shall be used for the fill material. Sands with greater than 10% by weight finer than 0.05 mm material must be avoided.
At least 25% of the material by
weight shall be in the range of 0.50 mm to 2.0 mm. Less than 15% of the material by weight shall be larger than a half-inch sieve. A sieve analysis may
be necessary to verify this requirement.
The required absorption area is based upon the percolation rate of the fill material as determined from Table 4B [linked above].
(iv) The system shall be designed to run parallel with the contours of the site. The width of the system (up and down the slope) shall be kept to a minimum, but
in no case shall the absorption area be wider than 20 feet. In a distribution network using a center pressure manifold, distribution lines shall have a
maximum total length of 200 feet.
In a network using an end manifold, distribution lines shall have a maximum length of 100 feet.
(v) Mound dimensions shall meet or exceed those required by the health unit having jurisdiction.
(vi) A pressure distribution network shall be required.
(vii) A dual chamber septic tank or two tanks in series in addition to the dosing tank shall be provided.
A gas baffle or other outlet modification that enhances solids retention is recommended.
(4) Construction Procedures for Mound Septic Systems
(i) Heavy construction equipment shall not be allowed within the basal area and area downslope of the system which will act as the dispersal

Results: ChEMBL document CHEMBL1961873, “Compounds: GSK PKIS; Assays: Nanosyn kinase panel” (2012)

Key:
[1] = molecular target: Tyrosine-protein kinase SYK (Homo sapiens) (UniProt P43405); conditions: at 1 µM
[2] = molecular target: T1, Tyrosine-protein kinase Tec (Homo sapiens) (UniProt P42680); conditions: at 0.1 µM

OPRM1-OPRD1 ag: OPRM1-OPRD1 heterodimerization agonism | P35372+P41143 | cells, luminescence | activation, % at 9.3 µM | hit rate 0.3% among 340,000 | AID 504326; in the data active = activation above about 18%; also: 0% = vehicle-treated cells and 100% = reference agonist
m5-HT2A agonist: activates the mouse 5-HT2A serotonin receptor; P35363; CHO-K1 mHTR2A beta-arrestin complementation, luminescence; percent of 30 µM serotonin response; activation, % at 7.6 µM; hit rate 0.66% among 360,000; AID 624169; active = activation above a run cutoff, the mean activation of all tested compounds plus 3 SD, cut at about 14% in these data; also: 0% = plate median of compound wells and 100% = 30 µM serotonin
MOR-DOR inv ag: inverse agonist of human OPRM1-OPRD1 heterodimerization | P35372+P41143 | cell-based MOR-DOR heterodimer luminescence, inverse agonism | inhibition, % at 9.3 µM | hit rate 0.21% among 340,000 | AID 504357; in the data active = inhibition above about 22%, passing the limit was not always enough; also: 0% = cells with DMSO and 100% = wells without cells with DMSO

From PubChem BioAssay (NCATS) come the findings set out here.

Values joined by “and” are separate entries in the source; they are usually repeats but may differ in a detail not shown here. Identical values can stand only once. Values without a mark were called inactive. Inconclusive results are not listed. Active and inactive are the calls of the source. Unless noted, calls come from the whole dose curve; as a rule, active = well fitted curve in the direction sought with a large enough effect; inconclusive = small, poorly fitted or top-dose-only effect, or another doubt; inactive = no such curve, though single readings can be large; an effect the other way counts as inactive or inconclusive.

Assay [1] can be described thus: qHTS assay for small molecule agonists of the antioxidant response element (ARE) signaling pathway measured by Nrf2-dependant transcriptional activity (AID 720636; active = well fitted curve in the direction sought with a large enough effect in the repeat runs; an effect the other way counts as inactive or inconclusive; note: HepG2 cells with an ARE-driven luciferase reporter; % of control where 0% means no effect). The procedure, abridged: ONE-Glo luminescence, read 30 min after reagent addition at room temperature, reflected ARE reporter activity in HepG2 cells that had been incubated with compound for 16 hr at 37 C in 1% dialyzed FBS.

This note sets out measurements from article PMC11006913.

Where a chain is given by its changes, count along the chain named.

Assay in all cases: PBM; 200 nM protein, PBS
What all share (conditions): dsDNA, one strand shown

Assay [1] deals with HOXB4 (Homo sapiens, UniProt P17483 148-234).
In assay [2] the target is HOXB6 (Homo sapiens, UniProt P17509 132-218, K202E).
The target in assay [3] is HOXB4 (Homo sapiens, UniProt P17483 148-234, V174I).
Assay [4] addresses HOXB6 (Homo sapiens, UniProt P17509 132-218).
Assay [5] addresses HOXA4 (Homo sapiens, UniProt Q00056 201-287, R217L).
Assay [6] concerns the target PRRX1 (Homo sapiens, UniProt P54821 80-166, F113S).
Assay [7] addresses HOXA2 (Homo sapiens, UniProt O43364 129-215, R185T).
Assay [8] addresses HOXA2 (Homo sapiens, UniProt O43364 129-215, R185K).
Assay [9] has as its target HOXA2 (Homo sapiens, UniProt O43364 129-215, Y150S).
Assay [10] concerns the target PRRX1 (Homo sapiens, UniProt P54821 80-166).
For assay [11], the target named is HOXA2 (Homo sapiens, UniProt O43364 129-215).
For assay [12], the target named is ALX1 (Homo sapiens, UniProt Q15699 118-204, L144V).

area for the mound.
(ii) The vegetation shall not be scraped away, roto-tilled, or compacted. Excess vegetation shall be removed with trees cut at the ground surface but
stumps left in place.
The area shall be plowed to a depth of seven or eight inches with a double bottomed blade/furrow plow and the furrow turned upslope.
(iii) The fill material is placed from the upslope side of the system to the full depth required in the design and shall extend to the edge of the basal area
at a slope not to exceed one vertical to three horizontal.
(iv) The absorption area is then formed within the mound. A minimum of six inches of aggregate shall be placed beneath the distribution lines.
(v) The pressure distribution lines are placed parallel to the contours of the slope and a minimum of two inches of aggregate is placed above the lines.
(vi) A permeable geotextile is placed over the entire absorption area to prevent the infiltration of fines into the aggregate.
(vii) On sloping sites a diversion ditch or curtain drain shall be installed uphill to prevent surface water runoff from reaching the absorption area.
(viii) A minimum of six inches of finer materials such as clayey loam is placed over the top of the absorption area, and the entire mound including the tapers
is then covered with six inches of top soil and seeded to grass.
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US EPA Onsite Wastewater Treatment Systems Manual [online copy, free] Top Reference: US EPA's Design Manual for Onsite Wastewater Treatment and Disposal, 1980, available from the US EPA, the US GPO Superintendent of Documents (Pueblo CO), and from the National Small Flows Clearinghouse. Original source http://www.epa.gov/ORD/NRMRL/Pubs/625R00008/625R00008.htm Onsite wastewater treatment and disposal systems,
Richard J Otis, published by the US EPA. Although it's more than 20 years old, this book remains a useful reference for septic system designers.
U.S. Environmental Protection Agency, Office of Water Program Operations; Office of Research and Development, Municipal Environmental Research Laboratory; (1980)